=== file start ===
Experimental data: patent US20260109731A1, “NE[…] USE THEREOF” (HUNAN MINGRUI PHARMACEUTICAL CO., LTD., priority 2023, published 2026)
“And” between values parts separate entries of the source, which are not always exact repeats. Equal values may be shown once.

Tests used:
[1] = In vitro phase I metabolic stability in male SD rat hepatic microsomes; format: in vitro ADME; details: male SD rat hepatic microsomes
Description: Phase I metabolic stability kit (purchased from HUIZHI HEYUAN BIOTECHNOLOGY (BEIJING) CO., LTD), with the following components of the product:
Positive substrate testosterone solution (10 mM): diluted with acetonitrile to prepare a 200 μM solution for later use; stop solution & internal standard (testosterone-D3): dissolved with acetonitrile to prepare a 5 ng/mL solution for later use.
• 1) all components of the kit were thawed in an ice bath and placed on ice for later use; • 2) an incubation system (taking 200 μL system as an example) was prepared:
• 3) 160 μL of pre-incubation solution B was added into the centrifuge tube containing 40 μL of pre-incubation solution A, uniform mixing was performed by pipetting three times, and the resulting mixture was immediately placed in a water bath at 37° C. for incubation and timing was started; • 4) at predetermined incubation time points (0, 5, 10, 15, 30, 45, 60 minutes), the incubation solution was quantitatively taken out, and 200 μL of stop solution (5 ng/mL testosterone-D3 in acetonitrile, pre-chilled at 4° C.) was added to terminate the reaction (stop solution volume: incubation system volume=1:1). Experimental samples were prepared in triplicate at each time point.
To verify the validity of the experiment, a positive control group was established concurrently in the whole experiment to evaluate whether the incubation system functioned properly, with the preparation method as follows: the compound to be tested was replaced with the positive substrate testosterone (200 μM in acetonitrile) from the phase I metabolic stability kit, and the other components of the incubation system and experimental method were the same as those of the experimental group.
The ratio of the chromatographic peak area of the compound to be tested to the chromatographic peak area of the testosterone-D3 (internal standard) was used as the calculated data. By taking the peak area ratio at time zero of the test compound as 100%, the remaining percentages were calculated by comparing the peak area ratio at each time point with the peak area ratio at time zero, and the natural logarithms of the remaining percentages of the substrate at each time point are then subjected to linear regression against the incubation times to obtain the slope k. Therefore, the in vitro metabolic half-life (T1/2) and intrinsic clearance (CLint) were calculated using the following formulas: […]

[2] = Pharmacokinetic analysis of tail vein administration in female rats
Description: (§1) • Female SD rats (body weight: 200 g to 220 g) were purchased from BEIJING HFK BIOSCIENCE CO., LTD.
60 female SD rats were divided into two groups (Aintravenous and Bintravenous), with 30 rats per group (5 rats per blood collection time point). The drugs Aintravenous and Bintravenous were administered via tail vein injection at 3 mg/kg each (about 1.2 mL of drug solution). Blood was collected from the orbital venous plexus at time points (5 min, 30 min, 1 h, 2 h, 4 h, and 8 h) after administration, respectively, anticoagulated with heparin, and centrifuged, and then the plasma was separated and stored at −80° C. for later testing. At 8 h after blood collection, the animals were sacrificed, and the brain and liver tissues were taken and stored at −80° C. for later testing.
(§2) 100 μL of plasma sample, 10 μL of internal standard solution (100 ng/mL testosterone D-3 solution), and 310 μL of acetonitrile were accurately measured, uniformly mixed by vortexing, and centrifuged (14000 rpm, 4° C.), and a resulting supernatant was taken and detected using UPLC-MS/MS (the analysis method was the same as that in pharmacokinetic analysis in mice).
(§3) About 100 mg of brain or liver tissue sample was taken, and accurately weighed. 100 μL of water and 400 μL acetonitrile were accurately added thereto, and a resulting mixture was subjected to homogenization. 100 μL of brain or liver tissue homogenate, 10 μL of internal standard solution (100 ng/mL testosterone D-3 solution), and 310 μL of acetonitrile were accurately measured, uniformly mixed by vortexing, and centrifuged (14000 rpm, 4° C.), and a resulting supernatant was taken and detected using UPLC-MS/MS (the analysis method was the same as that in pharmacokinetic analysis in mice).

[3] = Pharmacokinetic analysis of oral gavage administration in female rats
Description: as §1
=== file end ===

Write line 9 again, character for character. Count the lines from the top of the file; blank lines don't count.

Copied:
To verify the validity of the experiment, a positive control group was established concurrently in the whole experiment to evaluate whether the incubation system functioned properly, with the preparation method as follows: the compound to be tested was replaced with the positive substrate testosterone (200 μM in acetonitrile) from the phase I metabolic stability kit, and the other components of the incubation system and experimental method were the same as those of the experimental group.